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FAQ - How to Categorize Transactions by Checking Blockchain Explorers
FAQ - How to Categorize Transactions by Checking Blockchain Explorers

The guide applies to the EVM chains: Ethereum, Optimism, Arbitrum, Binance Smart Chain, Polygon (Matic), Avalanche, xDai, Fantom, etc.

Layla Huang avatar
Written by Layla Huang
Updated over a week ago

Crypto Tax Calculator automatically categorizes many transactions with sufficient information. However, complex transactions or those in a grey area of tax legislation may remain uncategorized.

Whether you're an accountant or a frequent user with numerous transactions, you can use blockchain explorers to determine transaction details accurately for proper categorization and reconciliation for tax purposes. Blockchain explorers are invaluable tools for this purpose.

Note: This guide does not provide tax advice and is intended for general information purposes only. If you have any doubts about a transaction, please seek advice from a tax professional.

Relevant resources:

How to find the transaction on the blockchain explorer using Crypto Tax Calculator?

Check the transaction

After importing the data, you can find your transactions (similar to the below images) on the Transactions page and Review page.

Click the TxID or arrow on the right-hand side of the Tx ID will take you to the blockchain explorer (see below). It shows you the details of the chosen transaction.

Check the address

You can also check the source/destination addresses by clicking the arrow on the right-hand side of the source/destination.

This will take you to the blockchain explorer (see below), where you can check all transactions that interacted with this address/contract.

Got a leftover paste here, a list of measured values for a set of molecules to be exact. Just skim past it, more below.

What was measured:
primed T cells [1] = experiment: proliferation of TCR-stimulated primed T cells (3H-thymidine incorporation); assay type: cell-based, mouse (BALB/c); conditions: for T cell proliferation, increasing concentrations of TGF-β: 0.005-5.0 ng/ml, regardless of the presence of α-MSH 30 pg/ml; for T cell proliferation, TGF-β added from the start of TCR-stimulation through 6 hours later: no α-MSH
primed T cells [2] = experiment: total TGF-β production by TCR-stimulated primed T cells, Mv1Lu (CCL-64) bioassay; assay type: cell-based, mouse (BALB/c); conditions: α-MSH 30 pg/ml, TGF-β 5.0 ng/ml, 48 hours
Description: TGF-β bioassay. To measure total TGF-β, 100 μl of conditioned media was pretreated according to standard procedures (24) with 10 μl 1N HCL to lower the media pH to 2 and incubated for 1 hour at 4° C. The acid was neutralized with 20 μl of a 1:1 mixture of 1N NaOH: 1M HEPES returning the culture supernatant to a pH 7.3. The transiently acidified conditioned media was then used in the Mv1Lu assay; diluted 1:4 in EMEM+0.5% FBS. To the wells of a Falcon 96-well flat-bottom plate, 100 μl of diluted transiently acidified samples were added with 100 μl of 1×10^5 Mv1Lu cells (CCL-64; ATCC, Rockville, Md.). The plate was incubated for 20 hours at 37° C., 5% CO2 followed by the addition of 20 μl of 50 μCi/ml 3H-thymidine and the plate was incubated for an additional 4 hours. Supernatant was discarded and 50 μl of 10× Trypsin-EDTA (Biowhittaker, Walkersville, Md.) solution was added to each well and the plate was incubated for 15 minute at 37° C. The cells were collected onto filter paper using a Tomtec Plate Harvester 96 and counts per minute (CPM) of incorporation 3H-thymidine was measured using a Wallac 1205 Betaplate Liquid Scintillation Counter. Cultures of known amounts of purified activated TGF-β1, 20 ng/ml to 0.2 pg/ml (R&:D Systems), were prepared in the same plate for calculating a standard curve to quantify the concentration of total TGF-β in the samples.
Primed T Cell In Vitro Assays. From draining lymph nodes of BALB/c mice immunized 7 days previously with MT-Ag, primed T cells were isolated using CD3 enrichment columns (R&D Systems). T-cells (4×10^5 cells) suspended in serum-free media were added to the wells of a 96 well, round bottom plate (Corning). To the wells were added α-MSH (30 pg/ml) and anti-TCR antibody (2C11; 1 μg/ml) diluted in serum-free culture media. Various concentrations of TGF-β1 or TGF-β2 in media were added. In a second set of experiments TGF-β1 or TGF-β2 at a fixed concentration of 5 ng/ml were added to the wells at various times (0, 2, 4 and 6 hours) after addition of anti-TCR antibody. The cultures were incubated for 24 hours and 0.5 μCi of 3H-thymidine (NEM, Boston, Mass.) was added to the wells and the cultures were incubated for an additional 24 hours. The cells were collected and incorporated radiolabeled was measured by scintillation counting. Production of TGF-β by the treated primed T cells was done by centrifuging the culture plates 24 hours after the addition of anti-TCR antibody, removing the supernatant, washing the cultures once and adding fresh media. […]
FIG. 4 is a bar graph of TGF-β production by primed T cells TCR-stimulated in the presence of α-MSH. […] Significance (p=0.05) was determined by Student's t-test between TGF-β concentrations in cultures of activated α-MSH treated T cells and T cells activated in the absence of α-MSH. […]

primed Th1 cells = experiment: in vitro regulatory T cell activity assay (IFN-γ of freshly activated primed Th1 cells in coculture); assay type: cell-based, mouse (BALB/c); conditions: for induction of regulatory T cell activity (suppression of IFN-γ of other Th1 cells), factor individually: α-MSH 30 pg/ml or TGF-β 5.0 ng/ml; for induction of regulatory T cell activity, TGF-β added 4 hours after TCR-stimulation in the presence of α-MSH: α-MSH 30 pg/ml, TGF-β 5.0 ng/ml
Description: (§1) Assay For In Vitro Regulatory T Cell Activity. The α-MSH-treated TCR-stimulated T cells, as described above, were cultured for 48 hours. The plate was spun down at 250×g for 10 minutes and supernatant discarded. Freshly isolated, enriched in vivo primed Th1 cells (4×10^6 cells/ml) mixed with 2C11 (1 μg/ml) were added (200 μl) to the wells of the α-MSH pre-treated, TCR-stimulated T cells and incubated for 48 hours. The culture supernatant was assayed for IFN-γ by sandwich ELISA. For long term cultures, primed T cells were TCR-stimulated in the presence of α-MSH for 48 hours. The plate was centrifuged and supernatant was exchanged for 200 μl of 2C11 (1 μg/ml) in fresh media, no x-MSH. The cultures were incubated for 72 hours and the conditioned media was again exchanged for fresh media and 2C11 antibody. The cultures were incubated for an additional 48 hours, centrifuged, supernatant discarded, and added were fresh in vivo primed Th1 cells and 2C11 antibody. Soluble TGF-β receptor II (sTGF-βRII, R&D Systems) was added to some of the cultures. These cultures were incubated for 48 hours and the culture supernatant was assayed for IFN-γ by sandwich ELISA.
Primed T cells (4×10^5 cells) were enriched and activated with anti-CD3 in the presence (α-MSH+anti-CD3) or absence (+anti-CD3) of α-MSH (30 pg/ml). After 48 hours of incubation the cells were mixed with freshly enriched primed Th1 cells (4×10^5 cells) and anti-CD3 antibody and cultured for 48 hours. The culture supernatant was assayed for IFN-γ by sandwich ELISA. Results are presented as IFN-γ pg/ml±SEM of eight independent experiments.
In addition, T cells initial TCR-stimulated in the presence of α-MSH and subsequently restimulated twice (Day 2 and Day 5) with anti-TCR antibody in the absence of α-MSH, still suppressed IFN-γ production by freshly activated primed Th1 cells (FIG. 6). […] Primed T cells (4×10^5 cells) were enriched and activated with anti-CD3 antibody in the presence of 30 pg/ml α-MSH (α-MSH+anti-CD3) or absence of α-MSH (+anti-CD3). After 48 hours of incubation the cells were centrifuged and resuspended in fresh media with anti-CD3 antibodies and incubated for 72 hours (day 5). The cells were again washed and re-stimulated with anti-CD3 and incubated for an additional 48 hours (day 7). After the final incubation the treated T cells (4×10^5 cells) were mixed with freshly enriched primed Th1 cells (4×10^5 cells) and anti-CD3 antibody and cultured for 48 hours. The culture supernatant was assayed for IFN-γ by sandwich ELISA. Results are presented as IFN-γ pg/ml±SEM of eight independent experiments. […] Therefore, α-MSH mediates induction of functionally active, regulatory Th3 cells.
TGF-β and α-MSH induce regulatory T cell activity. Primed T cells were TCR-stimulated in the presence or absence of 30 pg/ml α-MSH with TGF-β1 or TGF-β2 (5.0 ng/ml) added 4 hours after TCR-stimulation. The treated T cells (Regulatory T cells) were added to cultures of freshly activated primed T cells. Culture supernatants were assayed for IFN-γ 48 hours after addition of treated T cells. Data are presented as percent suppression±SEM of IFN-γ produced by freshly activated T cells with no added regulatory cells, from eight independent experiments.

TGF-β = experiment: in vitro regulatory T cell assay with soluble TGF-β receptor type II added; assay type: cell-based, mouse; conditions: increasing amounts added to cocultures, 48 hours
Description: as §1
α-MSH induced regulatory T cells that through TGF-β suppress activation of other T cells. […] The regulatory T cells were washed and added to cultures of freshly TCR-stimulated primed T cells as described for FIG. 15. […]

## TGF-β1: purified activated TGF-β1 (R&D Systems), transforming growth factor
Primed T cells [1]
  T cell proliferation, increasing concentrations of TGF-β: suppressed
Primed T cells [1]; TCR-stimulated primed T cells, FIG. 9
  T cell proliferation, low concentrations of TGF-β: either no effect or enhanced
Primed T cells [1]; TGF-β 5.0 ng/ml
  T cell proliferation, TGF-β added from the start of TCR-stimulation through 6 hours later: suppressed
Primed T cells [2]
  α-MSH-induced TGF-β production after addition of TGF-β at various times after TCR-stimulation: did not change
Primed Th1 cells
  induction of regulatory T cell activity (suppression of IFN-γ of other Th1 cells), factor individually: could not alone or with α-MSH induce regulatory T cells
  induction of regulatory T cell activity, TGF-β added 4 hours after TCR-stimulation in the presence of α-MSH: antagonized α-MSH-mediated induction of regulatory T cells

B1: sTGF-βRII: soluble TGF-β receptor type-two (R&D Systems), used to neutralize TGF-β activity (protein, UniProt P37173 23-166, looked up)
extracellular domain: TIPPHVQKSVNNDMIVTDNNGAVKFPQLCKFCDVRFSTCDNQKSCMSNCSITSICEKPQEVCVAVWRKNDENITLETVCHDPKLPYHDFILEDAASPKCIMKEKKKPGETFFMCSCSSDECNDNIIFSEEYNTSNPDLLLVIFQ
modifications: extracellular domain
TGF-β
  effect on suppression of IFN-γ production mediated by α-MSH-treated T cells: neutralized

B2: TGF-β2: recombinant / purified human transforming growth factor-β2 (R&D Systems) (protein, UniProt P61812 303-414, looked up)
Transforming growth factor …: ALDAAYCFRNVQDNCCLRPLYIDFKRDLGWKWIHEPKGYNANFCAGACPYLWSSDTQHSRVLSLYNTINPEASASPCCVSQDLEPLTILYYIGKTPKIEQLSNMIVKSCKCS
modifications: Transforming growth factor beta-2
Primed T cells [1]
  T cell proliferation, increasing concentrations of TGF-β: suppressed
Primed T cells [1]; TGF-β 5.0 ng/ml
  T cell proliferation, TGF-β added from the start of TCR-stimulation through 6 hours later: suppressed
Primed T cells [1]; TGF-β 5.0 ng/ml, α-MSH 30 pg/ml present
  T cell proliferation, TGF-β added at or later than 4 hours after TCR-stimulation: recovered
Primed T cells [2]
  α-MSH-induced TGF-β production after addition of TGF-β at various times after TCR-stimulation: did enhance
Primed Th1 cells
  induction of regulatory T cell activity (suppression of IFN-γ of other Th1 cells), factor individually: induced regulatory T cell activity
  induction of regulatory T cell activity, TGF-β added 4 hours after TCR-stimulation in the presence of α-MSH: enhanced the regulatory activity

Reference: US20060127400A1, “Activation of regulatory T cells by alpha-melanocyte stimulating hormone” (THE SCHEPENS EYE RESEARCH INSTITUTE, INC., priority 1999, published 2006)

Determine if you need to import the address

If you are unsure if you need to import the wallet address, you can inspect the address by using the below technique.

Step 1: Is it a Contract, Address, or Token?

The blockchain explorer shows if the source is a smart contract (Contract), a wallet address (Address), or a token address (Token).

If it’s a Token

In this case, this is not your address and does not need to be imported. The transactions that interact with this token address usually need to be categorized correctly and can NOT be a Send/Receive/Transfer. Check DeFi categories for more details and the discussion below.

Also, there are usually certain transaction categories related to contract interactions. More often than not, these will be DeFi categories, which are discussed below.

If it’s a Contract

Normally, you shouldn't import a contract address into your CTC account. However, if the address is a multi-signature wallet (multisig wallet), you might need to consider importing it. Look for a tab labeled 'multisig' or something similar under 'Contract'.

If it’s an Address

In this case, you need to check if it’s your (or your client’s) wallet address. An address could be:

  • Your (or your client’s) wallet address.

  • A friend’s or family’s address.

  • An unmarked exchange wallet.

  • A third-party wallet. (OTC trades)

Follow the steps below to check if it’s your wallet that needs to be imported.

Step 2: Check the transactions in this wallet.

You should remember some of the transactions you’ve made and be able to recognize your wallet. If you are reconciling for your client, it is better to ask them to check it.

Step 3: Import the address.

If it's your wallet, you can click the address on the transaction in Crypto Tax Calculator and click 'Import Wallet' in the pop-up window to import the wallet.